Junk Subjectivity

By Keston Sutherland, 13 July 2004

Whose round hairy silver magazine is angry? The journalistic discovery of literary value in spam emails – otherwise considered a pest – is no longer news. But if some poets endorse this view, celebrating the convention-breaching ‘wrongness’ of spam language, is this posture really as subversive as it seems? Keston Sutherland on a consumer revolt in the avant-garde’s inbox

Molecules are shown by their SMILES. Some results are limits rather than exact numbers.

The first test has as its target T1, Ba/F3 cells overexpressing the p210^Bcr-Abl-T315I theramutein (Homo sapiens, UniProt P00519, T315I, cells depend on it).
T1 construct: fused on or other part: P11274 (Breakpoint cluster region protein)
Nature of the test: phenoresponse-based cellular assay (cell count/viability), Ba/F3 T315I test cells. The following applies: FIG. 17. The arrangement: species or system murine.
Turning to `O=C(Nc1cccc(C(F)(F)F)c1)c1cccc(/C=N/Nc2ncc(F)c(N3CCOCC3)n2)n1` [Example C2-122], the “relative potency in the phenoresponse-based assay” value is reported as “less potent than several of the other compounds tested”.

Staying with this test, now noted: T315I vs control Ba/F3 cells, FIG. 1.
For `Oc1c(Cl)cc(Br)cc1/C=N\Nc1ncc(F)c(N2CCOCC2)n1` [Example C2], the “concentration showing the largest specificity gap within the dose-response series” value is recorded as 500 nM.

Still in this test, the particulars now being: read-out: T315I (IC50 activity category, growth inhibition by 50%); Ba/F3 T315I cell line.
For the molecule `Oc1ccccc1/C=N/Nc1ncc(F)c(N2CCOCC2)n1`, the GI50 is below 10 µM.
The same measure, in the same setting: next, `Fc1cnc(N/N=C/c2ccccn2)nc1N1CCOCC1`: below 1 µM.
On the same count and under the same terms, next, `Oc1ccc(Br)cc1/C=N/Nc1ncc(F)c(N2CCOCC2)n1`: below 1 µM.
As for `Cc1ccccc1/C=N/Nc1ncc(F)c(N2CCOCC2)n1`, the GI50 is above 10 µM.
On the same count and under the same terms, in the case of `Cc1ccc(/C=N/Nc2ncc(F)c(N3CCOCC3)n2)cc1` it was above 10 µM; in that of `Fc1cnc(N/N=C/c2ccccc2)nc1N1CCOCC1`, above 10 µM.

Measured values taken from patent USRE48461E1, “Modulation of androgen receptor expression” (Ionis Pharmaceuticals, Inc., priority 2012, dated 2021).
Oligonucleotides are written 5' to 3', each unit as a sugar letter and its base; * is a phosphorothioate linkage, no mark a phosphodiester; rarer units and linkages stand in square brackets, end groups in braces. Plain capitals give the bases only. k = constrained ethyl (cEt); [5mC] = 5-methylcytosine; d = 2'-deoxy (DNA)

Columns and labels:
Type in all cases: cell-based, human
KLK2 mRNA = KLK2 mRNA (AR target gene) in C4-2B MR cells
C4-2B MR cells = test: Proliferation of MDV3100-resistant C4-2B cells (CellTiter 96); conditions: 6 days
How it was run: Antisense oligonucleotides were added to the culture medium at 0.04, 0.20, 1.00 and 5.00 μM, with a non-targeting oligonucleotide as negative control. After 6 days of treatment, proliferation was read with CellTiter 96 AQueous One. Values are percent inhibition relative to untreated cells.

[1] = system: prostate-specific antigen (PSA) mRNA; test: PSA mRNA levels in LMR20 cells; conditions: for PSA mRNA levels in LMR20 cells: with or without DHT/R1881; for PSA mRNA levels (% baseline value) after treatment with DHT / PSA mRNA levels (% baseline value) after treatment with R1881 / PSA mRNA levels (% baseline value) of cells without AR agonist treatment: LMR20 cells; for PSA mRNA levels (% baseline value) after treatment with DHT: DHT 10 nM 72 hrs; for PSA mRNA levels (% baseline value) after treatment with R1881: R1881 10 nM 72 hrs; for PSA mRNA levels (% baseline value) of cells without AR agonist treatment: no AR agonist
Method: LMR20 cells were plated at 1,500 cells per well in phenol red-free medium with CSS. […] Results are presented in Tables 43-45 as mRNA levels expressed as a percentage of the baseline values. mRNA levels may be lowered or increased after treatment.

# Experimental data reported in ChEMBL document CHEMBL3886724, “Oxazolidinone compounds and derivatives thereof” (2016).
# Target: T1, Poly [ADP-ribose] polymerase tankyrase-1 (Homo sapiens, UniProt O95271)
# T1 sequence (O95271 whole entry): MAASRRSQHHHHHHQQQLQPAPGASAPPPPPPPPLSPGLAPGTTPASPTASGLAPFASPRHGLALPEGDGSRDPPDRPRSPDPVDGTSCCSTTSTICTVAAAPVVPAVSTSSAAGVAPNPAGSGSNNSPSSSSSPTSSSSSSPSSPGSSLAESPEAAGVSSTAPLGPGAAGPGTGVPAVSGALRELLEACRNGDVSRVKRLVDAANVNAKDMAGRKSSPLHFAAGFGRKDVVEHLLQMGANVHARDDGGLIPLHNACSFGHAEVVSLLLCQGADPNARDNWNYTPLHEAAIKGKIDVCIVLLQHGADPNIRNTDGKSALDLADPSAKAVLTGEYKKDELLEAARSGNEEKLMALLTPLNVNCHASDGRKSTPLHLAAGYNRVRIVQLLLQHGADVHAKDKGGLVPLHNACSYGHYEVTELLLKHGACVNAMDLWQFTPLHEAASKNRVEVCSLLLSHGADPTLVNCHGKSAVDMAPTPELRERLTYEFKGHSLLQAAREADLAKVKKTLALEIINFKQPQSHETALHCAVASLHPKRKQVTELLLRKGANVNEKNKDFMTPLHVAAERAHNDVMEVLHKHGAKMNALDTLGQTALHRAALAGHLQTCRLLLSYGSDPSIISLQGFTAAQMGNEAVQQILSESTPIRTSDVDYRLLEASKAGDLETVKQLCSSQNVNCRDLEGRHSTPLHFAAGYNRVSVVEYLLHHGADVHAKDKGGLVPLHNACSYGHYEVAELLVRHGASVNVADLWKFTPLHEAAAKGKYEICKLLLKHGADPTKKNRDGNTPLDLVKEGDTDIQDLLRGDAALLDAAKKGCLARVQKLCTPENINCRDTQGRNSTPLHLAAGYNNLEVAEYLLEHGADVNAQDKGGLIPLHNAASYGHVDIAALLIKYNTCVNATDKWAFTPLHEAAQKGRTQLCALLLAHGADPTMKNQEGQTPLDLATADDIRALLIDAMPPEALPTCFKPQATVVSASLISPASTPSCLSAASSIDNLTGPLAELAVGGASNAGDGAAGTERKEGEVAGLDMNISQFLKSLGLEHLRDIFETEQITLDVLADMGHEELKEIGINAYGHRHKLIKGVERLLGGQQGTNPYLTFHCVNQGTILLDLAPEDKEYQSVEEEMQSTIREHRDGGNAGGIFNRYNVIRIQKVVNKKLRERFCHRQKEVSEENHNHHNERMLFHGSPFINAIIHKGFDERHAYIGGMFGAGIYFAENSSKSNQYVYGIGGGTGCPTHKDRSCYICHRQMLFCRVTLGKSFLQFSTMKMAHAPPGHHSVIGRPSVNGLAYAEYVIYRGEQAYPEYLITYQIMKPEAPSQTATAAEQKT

Over the last 25 years, the phrase ‘avant-garde poetics’ has become synonymous with the banalisation of polemical language. A new orthodoxy has been scrivened into the so-called margin of aesthetics, a jargon of inauthenticity with its very own catalogue of abused nouns and outcast concepts, unvarying as the deep problems of capitalist existence that it serves to occlude. What are these nouns and concepts? Dixit jargon: they are the hangover of ‘Romanticism’. Sift through pretty much any article by Bruce Andrews and the familiar assortment of put-downs is there, icing the debris-syntax: we are against Content, The Obvious, The Smooth, ‘the transitive ideal of communicating, the direct immediate broadcast…the Truth with a capital T…usual generic architecture of signification…continuities…’ These phrases converge invariably on one principal target, the most loathsome because it is the manager of all the others. Dixit Andrews: ‘Psychology-Centered Subjective Expressiveness on the part of the Author.’ The self-proclaimed extremism of L=A=N=G=U=A=G=E poetics, the predominant US literary avant-garde, consists, roughly speaking, in this: it is the linguistic means of producing text material to which it itself ascribes the capacity of resisting the mechanisms of interpretive consumption that homo consumer falsely and proudly believes he owns. L=A=N=G=U=A=G=E poetry will not give its readers ‘Subjective Expressiveness’ that can be identified with the psychic operations (mood swings etc.) of an ‘Author’. It refuses to give them this Expressiveness because they take it the wrong way, i.e., as if it were propaganda or a latte; or because the state and billboards and TV use Expressiveness to sell dildos and wars; or because the mental operations of homo consumer herself cannot hit their peak freedom-rating until they are disaligned with the language most familiar to them; these and other reasons.